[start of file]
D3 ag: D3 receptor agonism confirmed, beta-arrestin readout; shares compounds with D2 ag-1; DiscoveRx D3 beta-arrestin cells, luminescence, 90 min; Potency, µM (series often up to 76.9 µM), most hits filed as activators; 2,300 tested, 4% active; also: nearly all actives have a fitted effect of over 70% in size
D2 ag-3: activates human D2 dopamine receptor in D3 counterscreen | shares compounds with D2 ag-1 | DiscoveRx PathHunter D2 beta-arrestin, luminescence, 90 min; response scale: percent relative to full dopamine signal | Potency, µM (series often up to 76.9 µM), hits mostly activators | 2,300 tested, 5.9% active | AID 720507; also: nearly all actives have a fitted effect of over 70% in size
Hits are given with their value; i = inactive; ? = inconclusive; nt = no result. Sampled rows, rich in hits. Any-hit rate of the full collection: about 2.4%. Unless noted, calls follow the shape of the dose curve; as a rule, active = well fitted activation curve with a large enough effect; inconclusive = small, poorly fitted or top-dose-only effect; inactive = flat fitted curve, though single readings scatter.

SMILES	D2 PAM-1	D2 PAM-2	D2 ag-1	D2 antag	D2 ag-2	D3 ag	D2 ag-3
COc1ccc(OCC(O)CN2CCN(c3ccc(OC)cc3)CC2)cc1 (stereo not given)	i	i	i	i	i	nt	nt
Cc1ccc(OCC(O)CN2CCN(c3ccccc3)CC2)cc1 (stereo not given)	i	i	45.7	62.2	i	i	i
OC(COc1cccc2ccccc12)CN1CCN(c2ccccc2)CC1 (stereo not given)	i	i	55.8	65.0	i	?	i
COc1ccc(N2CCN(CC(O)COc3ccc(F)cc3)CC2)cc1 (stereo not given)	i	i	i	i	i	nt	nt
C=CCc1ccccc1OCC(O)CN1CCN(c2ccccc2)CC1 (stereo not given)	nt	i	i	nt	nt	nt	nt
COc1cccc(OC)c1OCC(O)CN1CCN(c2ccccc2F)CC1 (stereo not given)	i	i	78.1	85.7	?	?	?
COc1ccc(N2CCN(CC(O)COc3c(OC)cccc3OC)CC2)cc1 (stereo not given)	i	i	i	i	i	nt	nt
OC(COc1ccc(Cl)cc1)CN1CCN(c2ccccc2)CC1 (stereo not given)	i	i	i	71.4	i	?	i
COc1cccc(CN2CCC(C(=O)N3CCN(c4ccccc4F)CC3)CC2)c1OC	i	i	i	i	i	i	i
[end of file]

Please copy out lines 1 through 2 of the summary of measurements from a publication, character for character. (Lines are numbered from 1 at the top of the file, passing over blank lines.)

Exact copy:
D3 ag: D3 receptor agonism confirmed, beta-arrestin readout; shares compounds with D2 ag-1; DiscoveRx D3 beta-arrestin cells, luminescence, 90 min; Potency, µM (series often up to 76.9 µM), most hits filed as activators; 2,300 tested, 4% active; also: nearly all actives have a fitted effect of over 70% in size
D2 ag-3: activates human D2 dopamine receptor in D3 counterscreen | shares compounds with D2 ag-1 | DiscoveRx PathHunter D2 beta-arrestin, luminescence, 90 min; response scale: percent relative to full dopamine signal | Potency, µM (series often up to 76.9 µM), hits mostly activators | 2,300 tested, 5.9% active | AID 720507; also: nearly all actives have a fitted effect of over 70% in size